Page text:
Friday, August 28, 2015

2015-08-28 Original Header Replay Considered Coherent


As web archives have advanced over time, their ability to capture and playback web content has grown. The Memento Protocol, defined in RFC 7089, defines an HTTP protocol extension that bridges the present and past web by allowing time-based content negotiation. Now that Memento is operational at many web archives, analysis of archive content is simplified. Over the past several years, I have conducted analysis of web archive temporal coherence. Some of the results of this analysis will be published at Hypertext'15. This blog post discusses one implication of the research: the benefits achieved when web archives playback original headers.

Archive Headers and Original Headers

Consider the headers (Figure 1) returned for a logo from the ODU Computer Science Home Page as archived on Wed, 29 Apr 2015 15:15:23 GMT.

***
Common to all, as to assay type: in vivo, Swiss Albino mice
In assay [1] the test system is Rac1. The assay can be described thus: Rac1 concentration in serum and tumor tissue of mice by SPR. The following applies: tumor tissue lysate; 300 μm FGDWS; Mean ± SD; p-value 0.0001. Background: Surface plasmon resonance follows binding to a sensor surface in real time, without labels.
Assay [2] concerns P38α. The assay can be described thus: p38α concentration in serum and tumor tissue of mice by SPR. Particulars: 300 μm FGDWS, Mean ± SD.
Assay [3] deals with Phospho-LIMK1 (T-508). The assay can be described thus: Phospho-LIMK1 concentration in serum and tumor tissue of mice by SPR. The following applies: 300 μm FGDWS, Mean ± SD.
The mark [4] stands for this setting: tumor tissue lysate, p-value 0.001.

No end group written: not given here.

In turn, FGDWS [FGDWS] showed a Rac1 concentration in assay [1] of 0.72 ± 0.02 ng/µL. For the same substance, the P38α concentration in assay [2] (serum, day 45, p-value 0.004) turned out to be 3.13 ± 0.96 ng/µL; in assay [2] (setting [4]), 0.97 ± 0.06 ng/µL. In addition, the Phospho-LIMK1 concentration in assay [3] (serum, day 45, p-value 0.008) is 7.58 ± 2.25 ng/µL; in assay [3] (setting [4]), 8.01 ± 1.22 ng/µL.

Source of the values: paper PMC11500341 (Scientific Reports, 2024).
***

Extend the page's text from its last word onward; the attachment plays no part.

HTTP/1.1 200 OK
Content-Type: image/gif
Last-Modified: Wed, 29 Apr 2015 15:15:23 GMT
Figure 1. No Original Header Playback

Try to answer the question "Was the representation provided by the web archive valid for Tue, 28 Apr 2015 12:00:00 GMT?" (i.e., the day before). The best answer possible is maybe. Because I have spent many hours using the Computer Science web site, I know the site changes infrequently. Given this knowledge, I might upgrade the answer from maybe to probably. This difficulty answering is due to the Last-Modified header reflecting the date archived instead of the date the image itself was last modified. And, although it is true that the memento (archived copy) was indeed modified Wed, 29 Apr 2015 15:15:23 GMT, this merging of original resource Last-Modified and memento Last-Modified loses valuable information. (Read Memento-Datetime is not Last-Modified for more details.)